The ACR Mountain Lion Project is a community-based research and education project in the Mayacamas Mountains of Sonoma and Napa Counties that will increase scientific and public understanding of mountain lions, identify priority habitat areas for conservation, and increase appreciation for these important top predators.
By expanding our knowledge of mountain lion behavior, population size, feeding habits, home range, and movements, we can contribute to their conservation and the protection of the habitat critical for their survival while minimizing conflict with humans.
ACR’s principal investigator on the Project is Dr. Quinton Martins, a leading expert on large mountain cats and a skilled predator trapper. Together with a team of ACR staff and advisors, Dr. Martins is studying the movement of mountain lions fitted with GPS collars within a study area that encompasses approximately 1,000 square miles, primarily in the Mayacamas Mountains (areas east of Highway 101 and west of 29) in Sonoma and Napa Counties. ACR's project will lead to a better understanding of mountain lion ecology, connectivity in this fragmented landscape, and identification of priority areas for conservation.
This research is paired with an extensive education and outreach program that builds on ACR's existing successful nature education programs. The ACR Mountain Lion Project will provide school-age children an opportunity to learn about these animals in a greater conservation context while dispelling myths that contribute to a culture of fear around predators.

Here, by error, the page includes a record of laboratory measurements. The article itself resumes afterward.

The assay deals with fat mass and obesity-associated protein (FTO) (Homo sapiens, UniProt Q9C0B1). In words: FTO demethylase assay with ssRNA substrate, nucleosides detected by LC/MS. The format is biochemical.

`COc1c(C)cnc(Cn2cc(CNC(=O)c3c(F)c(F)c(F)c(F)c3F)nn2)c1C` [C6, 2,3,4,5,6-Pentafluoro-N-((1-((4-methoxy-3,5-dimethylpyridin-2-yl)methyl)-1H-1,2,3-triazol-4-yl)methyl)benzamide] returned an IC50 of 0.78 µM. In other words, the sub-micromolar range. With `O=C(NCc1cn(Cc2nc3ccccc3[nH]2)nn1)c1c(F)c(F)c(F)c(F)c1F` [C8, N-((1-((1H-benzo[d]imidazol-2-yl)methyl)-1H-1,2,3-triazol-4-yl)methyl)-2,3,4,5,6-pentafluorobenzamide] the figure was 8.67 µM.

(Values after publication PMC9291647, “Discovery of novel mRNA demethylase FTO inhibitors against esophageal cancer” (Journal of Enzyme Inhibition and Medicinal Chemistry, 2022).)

ACR is a regional leader in cutting-edge research and conservation of keystone species.
ACR’s Conservation Science Program conducts research to resolve important conservation issues. We are already the acknowledged experts in the regional ecology of herons and egrets, building on over 40 years of research on local heronries. As top predators in wetlands, these important birds are seen as indicators of the health of wetland ecosystems. Similarly, mountain lions are top predators in our terrestrial ecosystem and can be seen as both “umbrella” and “keystone” species. Because they have large ranges and special habitat requirements, conservation of mountain lions leads to broader habitat conservation, connectivity and species preservation. Long-term sustainability of a mountain lion population represents maintenance of an intact and functioning ecosystem.
ACR believes that conservation is successful when people feel personally connected to nature. Mountain lions are such an iconic and charismatic species, inspiring awe, curiosity, and sometimes fear in a way that few other animals do. Through cutting-edge research, ACR continues to lead regional conservation and, through a greater understanding and appreciation of ournatural world, create a better environment for all communities.
For more information on the ACR Mountain Lion Project, contact Dr. Quinton Martins, ACR Wildlife Ecologist, firstname.lastname@example.org
Further reading about the importance of habitat connectivity may be found in the 2015 issue ACR's The Ardeid.
- Sebastian Kennerknicht